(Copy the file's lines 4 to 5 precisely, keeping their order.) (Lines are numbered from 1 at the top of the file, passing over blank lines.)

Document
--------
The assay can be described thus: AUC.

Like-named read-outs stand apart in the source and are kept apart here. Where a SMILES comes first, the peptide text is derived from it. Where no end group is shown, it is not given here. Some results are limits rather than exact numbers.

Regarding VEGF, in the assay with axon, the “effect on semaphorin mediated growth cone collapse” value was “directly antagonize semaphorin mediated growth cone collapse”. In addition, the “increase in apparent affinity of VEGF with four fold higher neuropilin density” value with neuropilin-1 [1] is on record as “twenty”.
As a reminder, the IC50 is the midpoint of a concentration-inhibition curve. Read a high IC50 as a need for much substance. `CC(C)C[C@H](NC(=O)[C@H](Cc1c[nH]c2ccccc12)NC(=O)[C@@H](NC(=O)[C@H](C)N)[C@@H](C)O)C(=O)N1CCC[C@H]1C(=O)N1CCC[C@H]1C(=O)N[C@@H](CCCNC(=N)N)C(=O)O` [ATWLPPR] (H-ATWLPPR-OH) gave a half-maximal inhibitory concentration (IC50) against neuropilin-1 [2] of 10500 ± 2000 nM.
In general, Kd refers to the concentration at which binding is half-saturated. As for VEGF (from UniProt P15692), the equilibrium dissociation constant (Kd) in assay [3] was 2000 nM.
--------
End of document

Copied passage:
As a reminder, the IC50 is the midpoint of a concentration-inhibition curve. Read a high IC50 as a need for much substance. `CC(C)C[C@H](NC(=O)[C@H](Cc1c[nH]c2ccccc12)NC(=O)[C@@H](NC(=O)[C@H](C)N)[C@@H](C)O)C(=O)N1CCC[C@H]1C(=O)N1CCC[C@H]1C(=O)N[C@@H](CCCNC(=N)N)C(=O)O` [ATWLPPR] (H-ATWLPPR-OH) gave a half-maximal inhibitory concentration (IC50) against neuropilin-1 [2] of 10500 ± 2000 nM.
In general, Kd refers to the concentration at which binding is half-saturated. As for VEGF (from UniProt P15692), the equilibrium dissociation constant (Kd) in assay [3] was 2000 nM.